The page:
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Reducing Avoidable Readmissions for the Rural Population. INDIANA RURAL HEALTH ASSOCIATION June 7, 2011 Nancy Meadows, RN, BS Project Director Robbin Lubbehusen, BA Project Manager Health Care Excel. Background.

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reducing avoidable readmissions for the rural population

Reducing Avoidable Readmissions for the Rural Population

INDIANA RURAL HEALTH ASSOCIATION

June 7, 2011

Nancy Meadows, RN, BS

Project Director

Robbin Lubbehusen, BA

Project Manager

Health Care Excel

background
Background

Approximately 18% to 20% of Medicare beneficiaries who are discharged from a hospital are readmitted within 30 days (MedPAC, 2007; Jencks et al., 2009)

Readmission rates vary significantly across hospitals and states, as well as across diagnoses, even after adjusting for disease-specific and severity-related differences

slide3

The primary component of reducing readmissions in rural settings is the ability to coordinate care and ensure the patient has access to health care services and community support.

it s all about patient safety
It’s all about patient safety!

Developing high quality care transitions

Transmitting and communicating essential data elements to practitioners involved in a patient’s care across all settings

Structuring organizational and community delivery systems to promote seamless transitions across care settings

Reviewing coverage and limitations that affect access to care and services

Helping patients and caregivers understand what should expect at the next care setting(s)

slide5

Source: Improving Care Transitions. Jane Dorman. Care Management Institute, Kaiser Permanente. January 13, 2010.

predictions abound despite uncertainty
Predictions Abound Despite Uncertainty

Source: Health Care Advisory Board (2010). Playbook for Accountable Care, Road Map for the Transition to Total Cost Accountability. The Health Care Advisory Board: Washington, D.C.

challenges to care coordination in rural hospitals
Challenges to Care Coordination in Rural Hospitals

Workforce and provider shortages (e.g., supply of physicians or places to go for medical care)

Limited access to specialty care

Limited financial capacity

Under-resourced infrastructures

Predominately older populations with multiple chronic conditions

Isolation and sometimes large geographical areas and travel distances

challenges to care coordination in rural hospitals1
Challenges to Care Coordination in Rural Hospitals

Lack of coordination and communication across information systems and between providers

Health care professionals are not necessarily trained in care coordination

Broadband availability

strengths of rural health care systems
Strengths of Rural Health Care Systems

History of becoming innovative to meet challenges

Absence of large, complex systems

Patients are less scattered among multiple delivery systems

Culture of community collaboration

Less competition

Strong primary care physician infrastructure

strengths of rural health care systems1
Strengths of Rural Health Care Systems

Established multiple disciplinary teams and networks are often in place to ensure access and improve quality of care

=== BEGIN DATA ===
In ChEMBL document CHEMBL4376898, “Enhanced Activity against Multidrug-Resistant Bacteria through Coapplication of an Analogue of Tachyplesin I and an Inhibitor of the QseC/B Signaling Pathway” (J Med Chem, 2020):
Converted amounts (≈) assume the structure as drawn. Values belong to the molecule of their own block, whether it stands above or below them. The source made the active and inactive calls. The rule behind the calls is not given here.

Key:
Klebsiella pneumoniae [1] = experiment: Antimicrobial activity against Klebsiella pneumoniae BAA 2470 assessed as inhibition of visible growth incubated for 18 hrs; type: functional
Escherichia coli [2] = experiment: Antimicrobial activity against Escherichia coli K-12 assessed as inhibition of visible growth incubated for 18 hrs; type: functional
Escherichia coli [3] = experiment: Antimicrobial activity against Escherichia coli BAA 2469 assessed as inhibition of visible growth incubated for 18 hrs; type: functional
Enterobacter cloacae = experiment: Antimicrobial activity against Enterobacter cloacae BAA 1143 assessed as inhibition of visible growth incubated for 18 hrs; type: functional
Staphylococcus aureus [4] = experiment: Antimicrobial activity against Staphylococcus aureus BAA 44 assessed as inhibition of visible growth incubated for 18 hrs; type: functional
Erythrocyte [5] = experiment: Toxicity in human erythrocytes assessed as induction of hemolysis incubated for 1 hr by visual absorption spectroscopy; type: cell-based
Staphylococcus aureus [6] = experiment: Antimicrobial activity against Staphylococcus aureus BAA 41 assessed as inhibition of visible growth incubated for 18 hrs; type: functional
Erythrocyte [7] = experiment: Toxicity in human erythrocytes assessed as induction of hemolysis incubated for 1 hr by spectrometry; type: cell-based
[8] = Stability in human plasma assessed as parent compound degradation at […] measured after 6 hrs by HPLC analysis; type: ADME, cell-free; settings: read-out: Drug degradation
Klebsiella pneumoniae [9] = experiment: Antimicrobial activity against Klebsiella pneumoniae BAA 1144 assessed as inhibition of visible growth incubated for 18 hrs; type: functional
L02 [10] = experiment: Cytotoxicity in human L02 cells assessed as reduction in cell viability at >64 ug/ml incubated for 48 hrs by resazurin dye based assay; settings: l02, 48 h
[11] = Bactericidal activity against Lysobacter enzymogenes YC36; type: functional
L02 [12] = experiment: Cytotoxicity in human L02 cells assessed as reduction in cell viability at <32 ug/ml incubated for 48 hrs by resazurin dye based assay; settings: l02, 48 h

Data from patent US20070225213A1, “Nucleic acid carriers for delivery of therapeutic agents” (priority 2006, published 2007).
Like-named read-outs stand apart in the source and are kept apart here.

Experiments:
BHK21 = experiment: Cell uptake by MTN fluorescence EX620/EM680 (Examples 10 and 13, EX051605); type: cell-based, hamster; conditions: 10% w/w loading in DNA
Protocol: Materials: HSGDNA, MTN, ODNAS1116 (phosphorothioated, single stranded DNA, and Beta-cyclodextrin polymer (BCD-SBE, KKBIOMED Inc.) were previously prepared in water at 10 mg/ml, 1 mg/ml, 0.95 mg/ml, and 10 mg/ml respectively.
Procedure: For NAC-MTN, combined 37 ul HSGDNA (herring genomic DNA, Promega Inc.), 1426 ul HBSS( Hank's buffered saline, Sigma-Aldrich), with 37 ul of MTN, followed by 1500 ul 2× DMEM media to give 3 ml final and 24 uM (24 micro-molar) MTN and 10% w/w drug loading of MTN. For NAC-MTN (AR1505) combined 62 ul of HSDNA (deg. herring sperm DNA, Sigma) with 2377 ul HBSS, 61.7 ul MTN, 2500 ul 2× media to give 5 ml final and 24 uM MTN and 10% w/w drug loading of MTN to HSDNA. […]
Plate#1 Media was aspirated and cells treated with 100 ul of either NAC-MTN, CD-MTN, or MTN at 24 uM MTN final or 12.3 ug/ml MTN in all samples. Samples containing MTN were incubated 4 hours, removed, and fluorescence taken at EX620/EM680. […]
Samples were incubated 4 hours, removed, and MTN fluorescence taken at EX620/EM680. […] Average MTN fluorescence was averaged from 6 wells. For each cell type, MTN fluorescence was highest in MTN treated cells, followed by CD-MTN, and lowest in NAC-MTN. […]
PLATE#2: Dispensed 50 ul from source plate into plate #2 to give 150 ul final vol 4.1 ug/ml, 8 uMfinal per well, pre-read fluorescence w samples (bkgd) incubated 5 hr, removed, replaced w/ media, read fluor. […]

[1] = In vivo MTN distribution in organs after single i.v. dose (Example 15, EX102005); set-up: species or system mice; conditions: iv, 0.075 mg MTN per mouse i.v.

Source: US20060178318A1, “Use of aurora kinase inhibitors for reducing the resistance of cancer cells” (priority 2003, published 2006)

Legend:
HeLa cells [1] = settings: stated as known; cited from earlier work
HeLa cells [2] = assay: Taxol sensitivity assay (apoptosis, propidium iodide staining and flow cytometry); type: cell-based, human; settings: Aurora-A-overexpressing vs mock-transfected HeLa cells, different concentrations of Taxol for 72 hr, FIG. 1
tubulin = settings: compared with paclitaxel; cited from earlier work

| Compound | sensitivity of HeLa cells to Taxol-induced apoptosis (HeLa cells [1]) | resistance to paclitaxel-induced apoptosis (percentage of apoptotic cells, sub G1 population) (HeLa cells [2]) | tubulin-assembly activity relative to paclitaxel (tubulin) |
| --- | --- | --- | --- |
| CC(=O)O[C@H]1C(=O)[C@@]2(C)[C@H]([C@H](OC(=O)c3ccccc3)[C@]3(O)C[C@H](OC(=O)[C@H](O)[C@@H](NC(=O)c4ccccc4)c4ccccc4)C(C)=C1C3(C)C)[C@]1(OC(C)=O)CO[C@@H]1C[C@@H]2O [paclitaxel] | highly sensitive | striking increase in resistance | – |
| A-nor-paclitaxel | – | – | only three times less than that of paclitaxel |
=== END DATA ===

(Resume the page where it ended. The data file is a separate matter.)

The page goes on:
Rural cultural norms contribute to a level of community engagement leading to a shared interest in accomplishment

actions for rural providers
Actions for Rural Providers
  • Develop plans that expands the organization’s mission and philosophy to include care coordination across health care setting and identifies strategic options.
    • Identify, collect, report, & monitor to improve quality and improve efficiency in discharge redesign
    • Develop community partnerships and public health support for more effective community-focused interventions
    • Meet with physicians, purchasers, payers, and consumer advocates for focused discussions on drivers of unnecessary admissions and readmissions
    • Assess financial position and opportunities for improvement; designate funding for chronic and transitional care management
key elements to improvement
Key Elements to Improvement

Examine current state of readmissions and discharge processes

Assess and prioritize improvement opportunities

Develop an action plan of strategies to implement

Monitor and evaluate progress

key elements to improvement1
Key Elements to Improvement
  • Assessment, review, and redesign of provider-specific policies and processes that include (at a minimum) the following areas
    • Patient and caregiver education and communications
    • Medication reconciliation and safety
    • Symptom management
    • Discharge treatment plan and follow-up care
    • Sharing and transfer of vital patient information
examine current rate of readmissions
Examine Current Rate of Readmissions

Readmission rates by diagnoses

Readmission rate by practitioners

Readmission rates by readmission source

Readmission rates at different time frames

assess and prioritize
Assess and Prioritize

Focus on:

  • Specific patient populations
  • Stages of the care delivery process
  • Hospital organizational strengths and available resources
  • Hospital priority areas and current and upcoming quality improvement initiatives
typical failure modes in the transition process
Typical Failure Modes in the Transition Process
  • Medication errors and/or adverse events
  • Poor, incomplete, or missing discharge instructions
  • Lack of follow-up appointment
  • Follow-up scheduled too long after hospitalization
  • Inadequate or lack of outpatient management
  • Lack of social support
  • Confusion over self-care instructions
  • Lack of adherence to medications, therapies, and diet
  • Ineffective provider-to -provider communications (skills and tools)
patient literacy and adherence an important role in care transitions
Patient Literacy and Adherence: An important role in Care Transitions

“We must close the gap between what health care professionals know and what the rest of America understands.”

Dr. Richard Carmona,

U.S. Surgeon General 2002-2006

why are literacy and adherence important in patient care challenges for improvement
Why are literacy and adherence important in patient care?Challenges for Improvement
  • Written and verbal patient instructions
    • Often complex
    • Delivered rapidly
    • Easy to forget in stressful situation
  • Increasing complex health care system
    • More medications